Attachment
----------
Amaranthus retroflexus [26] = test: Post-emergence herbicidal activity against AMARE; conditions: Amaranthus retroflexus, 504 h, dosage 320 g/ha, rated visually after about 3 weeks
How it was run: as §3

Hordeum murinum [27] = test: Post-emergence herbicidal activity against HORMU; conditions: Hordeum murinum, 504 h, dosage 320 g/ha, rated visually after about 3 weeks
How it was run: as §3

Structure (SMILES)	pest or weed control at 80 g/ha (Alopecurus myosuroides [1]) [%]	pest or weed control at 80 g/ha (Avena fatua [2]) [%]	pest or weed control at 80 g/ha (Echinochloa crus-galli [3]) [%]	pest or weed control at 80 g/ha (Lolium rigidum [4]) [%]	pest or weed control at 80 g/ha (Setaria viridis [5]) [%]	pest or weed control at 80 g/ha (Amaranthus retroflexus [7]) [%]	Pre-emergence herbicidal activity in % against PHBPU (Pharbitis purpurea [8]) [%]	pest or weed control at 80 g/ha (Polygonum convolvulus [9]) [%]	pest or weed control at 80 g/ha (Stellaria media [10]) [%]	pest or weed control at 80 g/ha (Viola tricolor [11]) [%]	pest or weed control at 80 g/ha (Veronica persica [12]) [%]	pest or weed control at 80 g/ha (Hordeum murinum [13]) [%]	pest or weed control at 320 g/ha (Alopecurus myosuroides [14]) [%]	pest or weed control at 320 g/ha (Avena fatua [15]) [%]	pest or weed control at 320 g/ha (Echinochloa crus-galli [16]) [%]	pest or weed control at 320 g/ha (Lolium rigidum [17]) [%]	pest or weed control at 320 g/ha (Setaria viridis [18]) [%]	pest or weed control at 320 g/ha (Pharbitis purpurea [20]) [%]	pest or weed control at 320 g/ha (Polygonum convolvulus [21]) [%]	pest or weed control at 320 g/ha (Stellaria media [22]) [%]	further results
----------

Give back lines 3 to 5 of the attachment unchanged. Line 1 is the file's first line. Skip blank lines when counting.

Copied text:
Hordeum murinum [27] = test: Post-emergence herbicidal activity against HORMU; conditions: Hordeum murinum, 504 h, dosage 320 g/ha, rated visually after about 3 weeks
How it was run: as §3

Structure (SMILES)	pest or weed control at 80 g/ha (Alopecurus myosuroides [1]) [%]	pest or weed control at 80 g/ha (Avena fatua [2]) [%]	pest or weed control at 80 g/ha (Echinochloa crus-galli [3]) [%]	pest or weed control at 80 g/ha (Lolium rigidum [4]) [%]	pest or weed control at 80 g/ha (Setaria viridis [5]) [%]	pest or weed control at 80 g/ha (Amaranthus retroflexus [7]) [%]	Pre-emergence herbicidal activity in % against PHBPU (Pharbitis purpurea [8]) [%]	pest or weed control at 80 g/ha (Polygonum convolvulus [9]) [%]	pest or weed control at 80 g/ha (Stellaria media [10]) [%]	pest or weed control at 80 g/ha (Viola tricolor [11]) [%]	pest or weed control at 80 g/ha (Veronica persica [12]) [%]	pest or weed control at 80 g/ha (Hordeum murinum [13]) [%]	pest or weed control at 320 g/ha (Alopecurus myosuroides [14]) [%]	pest or weed control at 320 g/ha (Avena fatua [15]) [%]	pest or weed control at 320 g/ha (Echinochloa crus-galli [16]) [%]	pest or weed control at 320 g/ha (Lolium rigidum [17]) [%]	pest or weed control at 320 g/ha (Setaria viridis [18]) [%]	pest or weed control at 320 g/ha (Pharbitis purpurea [20]) [%]	pest or weed control at 320 g/ha (Polygonum convolvulus [21]) [%]	pest or weed control at 320 g/ha (Stellaria media [22]) [%]	further results